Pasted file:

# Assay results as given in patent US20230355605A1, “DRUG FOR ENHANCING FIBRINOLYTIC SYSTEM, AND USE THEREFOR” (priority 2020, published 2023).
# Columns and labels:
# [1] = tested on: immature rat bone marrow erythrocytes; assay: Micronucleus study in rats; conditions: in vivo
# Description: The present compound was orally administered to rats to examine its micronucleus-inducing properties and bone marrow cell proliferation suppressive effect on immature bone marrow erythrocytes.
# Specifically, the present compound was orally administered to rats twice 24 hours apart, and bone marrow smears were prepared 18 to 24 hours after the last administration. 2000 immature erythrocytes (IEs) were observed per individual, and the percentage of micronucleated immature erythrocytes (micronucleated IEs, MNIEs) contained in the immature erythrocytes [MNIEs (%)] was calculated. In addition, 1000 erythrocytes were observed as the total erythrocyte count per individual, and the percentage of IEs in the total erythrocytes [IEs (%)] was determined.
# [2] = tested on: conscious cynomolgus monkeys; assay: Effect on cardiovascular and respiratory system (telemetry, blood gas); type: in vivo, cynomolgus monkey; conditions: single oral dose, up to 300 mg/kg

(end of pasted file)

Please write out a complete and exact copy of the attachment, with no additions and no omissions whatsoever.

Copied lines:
# Assay results as given in patent US20230355605A1, “DRUG FOR ENHANCING FIBRINOLYTIC SYSTEM, AND USE THEREFOR” (priority 2020, published 2023).
# Columns and labels:
# [1] = tested on: immature rat bone marrow erythrocytes; assay: Micronucleus study in rats; conditions: in vivo
# Description: The present compound was orally administered to rats to examine its micronucleus-inducing properties and bone marrow cell proliferation suppressive effect on immature bone marrow erythrocytes.
# Specifically, the present compound was orally administered to rats twice 24 hours apart, and bone marrow smears were prepared 18 to 24 hours after the last administration. 2000 immature erythrocytes (IEs) were observed per individual, and the percentage of micronucleated immature erythrocytes (micronucleated IEs, MNIEs) contained in the immature erythrocytes [MNIEs (%)] was calculated. In addition, 1000 erythrocytes were observed as the total erythrocyte count per individual, and the percentage of IEs in the total erythrocytes [IEs (%)] was determined.
# [2] = tested on: conscious cynomolgus monkeys; assay: Effect on cardiovascular and respiratory system (telemetry, blood gas); type: in vivo, cynomolgus monkey; conditions: single oral dose, up to 300 mg/kg